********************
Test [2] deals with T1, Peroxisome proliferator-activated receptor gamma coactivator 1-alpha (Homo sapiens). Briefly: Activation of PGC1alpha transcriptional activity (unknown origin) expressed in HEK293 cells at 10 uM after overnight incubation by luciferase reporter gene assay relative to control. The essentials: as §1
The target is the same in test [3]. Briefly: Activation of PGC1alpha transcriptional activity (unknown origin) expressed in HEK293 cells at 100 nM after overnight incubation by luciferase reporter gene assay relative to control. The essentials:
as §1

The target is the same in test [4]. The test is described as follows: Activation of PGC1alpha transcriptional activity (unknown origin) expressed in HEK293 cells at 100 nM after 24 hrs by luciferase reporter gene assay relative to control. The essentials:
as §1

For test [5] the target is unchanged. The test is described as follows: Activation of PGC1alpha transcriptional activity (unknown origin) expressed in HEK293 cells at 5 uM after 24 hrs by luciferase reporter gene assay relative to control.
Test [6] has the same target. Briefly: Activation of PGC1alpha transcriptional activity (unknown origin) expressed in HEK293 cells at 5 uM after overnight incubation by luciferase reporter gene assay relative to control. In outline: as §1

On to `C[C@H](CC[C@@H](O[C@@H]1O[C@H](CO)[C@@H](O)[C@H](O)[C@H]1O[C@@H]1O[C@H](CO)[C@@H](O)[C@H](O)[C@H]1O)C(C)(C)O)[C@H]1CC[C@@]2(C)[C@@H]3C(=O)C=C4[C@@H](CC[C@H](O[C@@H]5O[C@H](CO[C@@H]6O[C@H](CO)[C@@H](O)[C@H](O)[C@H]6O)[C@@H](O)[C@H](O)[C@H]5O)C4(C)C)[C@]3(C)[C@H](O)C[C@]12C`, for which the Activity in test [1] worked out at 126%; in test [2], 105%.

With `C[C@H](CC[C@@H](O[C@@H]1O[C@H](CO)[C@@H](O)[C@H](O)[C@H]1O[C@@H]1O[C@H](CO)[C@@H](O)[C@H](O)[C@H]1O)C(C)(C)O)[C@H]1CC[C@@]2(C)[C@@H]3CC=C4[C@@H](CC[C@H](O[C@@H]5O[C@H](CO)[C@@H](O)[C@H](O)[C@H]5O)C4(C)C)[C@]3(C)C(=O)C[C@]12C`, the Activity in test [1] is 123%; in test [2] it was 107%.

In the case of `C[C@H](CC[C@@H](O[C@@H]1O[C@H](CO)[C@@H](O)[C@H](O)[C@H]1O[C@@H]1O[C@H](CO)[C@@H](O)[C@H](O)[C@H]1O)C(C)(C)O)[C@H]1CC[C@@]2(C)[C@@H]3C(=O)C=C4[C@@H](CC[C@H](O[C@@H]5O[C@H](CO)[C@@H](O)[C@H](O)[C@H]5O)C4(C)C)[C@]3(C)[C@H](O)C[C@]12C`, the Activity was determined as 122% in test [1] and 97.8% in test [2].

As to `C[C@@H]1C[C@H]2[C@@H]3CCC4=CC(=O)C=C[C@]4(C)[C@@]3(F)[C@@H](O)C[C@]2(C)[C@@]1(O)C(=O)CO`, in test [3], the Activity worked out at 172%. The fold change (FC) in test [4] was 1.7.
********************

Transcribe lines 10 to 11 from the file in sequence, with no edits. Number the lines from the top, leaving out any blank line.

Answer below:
In the case of `C[C@H](CC[C@@H](O[C@@H]1O[C@H](CO)[C@@H](O)[C@H](O)[C@H]1O[C@@H]1O[C@H](CO)[C@@H](O)[C@H](O)[C@H]1O)C(C)(C)O)[C@H]1CC[C@@]2(C)[C@@H]3C(=O)C=C4[C@@H](CC[C@H](O[C@@H]5O[C@H](CO)[C@@H](O)[C@H](O)[C@H]5O)C4(C)C)[C@]3(C)[C@H](O)C[C@]12C`, the Activity was determined as 122% in test [1] and 97.8% in test [2].

As to `C[C@@H]1C[C@H]2[C@@H]3CCC4=CC(=O)C=C[C@]4(C)[C@@]3(F)[C@@H](O)C[C@]2(C)[C@@]1(O)C(=O)CO`, in test [3], the Activity worked out at 172%. The fold change (FC) in test [4] was 1.7.